Hagel makes it

Chuck HagelChuck HagelCreating a future for vets in DC Republicans back Clinton, but will she put them in Pentagon? There's still time for another third-party option MORE’s nomination to become secretary of Defense was anything but smooth.

The former Nebraska GOP senator’s performance before the Senate Armed Services Committee was weak, to put it mildly. His answers to a number of issues, notably on Iran sanctions, were meandering and unimpressive.

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Republicans pounced, and threatened to delay his nomination via filibuster. The White House and congressional Democrats mistakenly thought they would get the votes to move Hagel forward before the Presidents Day recess.

Democrats cried foul, noting this was the first time a Defense secretary had ever been filibustered. GOP lawmakers denied they were filibustering, even though they were.

Still, it was a show of surprising unity for Senate Republicans after a disappointing election opened many rifts in the party.

On Tuesday, as expected, Hagel overcame a second cloture vote and was confirmed by the upper chamber. Eighteen Republicans voted to end the filibuster. Most of them had toed the party line on the prior vote. This group included Sens. Lamar AlexanderLamar AlexanderOvernight Regulation: Lawsuits pile up against Obama overtime rule The American people are restive, discouraged and sometimes suicidal GOP chairman eyes lame-duck for passing medical cures bill MORE (Tenn.), Susan CollinsSusan CollinsSwing-state Republicans play up efforts for gun control laws Reid knocks GOP on gun 'terror loophole' after attacks GOP pressures Kerry on Russia's use of Iranian airbase MORE (Maine), Bob CorkerBob CorkerSenate poised to override Obama veto US general calls out Pakistan on support for Afghan militants This week: Shutdown deadline looms over Congress MORE (Tenn.) and John ThuneJohn ThuneReid blocks Thune tech bill over FCC nomination fight Overnight Tech: Tech pushes for debate spotlight | Disney may bid for Twitter | Dem seeks Yahoo probe Google backs Obama's internet transition plan MORE (S.D.), among others.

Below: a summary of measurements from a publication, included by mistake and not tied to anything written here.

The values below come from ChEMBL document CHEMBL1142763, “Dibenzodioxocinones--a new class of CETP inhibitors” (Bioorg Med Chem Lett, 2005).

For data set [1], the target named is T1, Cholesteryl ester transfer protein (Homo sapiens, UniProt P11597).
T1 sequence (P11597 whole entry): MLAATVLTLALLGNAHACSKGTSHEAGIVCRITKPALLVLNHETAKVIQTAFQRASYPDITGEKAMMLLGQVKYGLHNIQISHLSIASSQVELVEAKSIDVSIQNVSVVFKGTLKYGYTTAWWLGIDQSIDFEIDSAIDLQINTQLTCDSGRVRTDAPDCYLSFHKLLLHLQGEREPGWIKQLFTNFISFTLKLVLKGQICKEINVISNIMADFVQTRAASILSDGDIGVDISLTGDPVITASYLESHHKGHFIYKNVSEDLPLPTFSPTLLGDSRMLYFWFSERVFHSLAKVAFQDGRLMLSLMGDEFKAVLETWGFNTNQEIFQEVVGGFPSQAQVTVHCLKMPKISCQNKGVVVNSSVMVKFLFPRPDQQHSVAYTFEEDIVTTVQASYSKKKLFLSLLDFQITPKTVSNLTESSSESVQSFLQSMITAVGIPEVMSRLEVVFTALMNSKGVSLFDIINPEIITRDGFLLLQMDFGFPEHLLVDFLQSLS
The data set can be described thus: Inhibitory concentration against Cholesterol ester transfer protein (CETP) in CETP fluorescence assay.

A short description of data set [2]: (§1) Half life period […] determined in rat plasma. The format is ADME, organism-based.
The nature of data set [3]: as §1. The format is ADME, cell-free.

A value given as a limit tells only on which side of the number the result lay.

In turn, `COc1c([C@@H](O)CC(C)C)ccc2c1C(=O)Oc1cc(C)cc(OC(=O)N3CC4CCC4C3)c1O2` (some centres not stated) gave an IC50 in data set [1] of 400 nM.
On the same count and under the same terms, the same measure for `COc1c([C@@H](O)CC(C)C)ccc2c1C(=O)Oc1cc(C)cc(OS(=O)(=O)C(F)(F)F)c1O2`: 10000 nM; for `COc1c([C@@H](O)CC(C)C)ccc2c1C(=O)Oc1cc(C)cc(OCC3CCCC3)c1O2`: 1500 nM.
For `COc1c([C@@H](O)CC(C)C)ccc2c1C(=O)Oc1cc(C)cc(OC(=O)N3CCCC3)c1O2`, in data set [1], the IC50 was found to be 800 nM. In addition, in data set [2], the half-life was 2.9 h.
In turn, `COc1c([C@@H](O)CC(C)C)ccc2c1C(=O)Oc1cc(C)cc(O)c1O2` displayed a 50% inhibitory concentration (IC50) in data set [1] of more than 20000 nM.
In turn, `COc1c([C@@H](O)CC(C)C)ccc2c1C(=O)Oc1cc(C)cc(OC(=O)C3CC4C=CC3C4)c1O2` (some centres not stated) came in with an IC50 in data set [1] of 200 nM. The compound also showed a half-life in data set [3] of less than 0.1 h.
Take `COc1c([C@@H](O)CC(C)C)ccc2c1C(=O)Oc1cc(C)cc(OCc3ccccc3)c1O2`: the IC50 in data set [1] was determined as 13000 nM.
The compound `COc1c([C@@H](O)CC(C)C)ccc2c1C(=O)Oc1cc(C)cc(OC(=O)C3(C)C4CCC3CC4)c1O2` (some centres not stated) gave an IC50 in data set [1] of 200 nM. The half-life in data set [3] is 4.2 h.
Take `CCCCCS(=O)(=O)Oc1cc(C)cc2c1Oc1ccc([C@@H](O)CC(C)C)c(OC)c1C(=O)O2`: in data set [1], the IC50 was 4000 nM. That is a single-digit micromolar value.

Hagel was subsequently confirmed in a 58-41 vote.

In 2000, Hagel served as co-chairman of Sen. John McCainJohn McCainGreen Beret awarded for heroism during 'pandemonium' of Boston bombing House passes bill exempting some from ObamaCare mandate NBC's Lester Holt emerges from debate bruised and partisan MORE’s (R-Ariz.) presidential nomination. Eight years later, Hagel opted not to endorse McCain over Barack ObamaBarack ObamaDonald Trump, the Russian candidate Latinos matter: Donald Trump and Hillary missed huge in first debate? Trump camp tries to clarify climate position MORE. Presumably one of the leading reasons was the Iraq war — Hagel initially supported the war but later criticized U.S. involvement there.

Some people maintain that Hagel will be a weakened Defense secretary because of the controversial nomination process. That might be accurate in the short term, but in the long run, if he is a weak leader, it will not be because his confirmation was turbulent. 

The amount of power a Cabinet official wields depends on the president’s belief in him and his leadership skills while heading an executive branch department.

It is worth noting that Treasury Secretary Timothy Geithner was confirmed with only 60 votes in 2009, as both the right and left attacked him amid controversy over his tax returns. It didn’t affect his leadership of the Treasury Department.

Like Geithner, Hagel clearly has President Obama’s confidence. He was something of a mentor to the president when the two men served in the Senate together.

Hagel’s nomination was basically assured when Sen. Charles SchumerCharles SchumerOvernight Tech: Tech pushes for debate spotlight | Disney may bid for Twitter | Dem seeks Yahoo probe Saudis hire lobbyists amid 9/11 fight Consumer bureau remains partisan target after Wells Fargo settlement MORE (D-N.Y.) endorsed him last month. The New Yorker had expressed concern about the nominee’s views on Israel. But with Schumer’s backing, Democrats became unanimous in their support for Obama’s pick. 

The new Defense chief now faces more daunting challenges than a Senate confirmation: in North Korea, Iran, Afghanistan and the wider Middle East.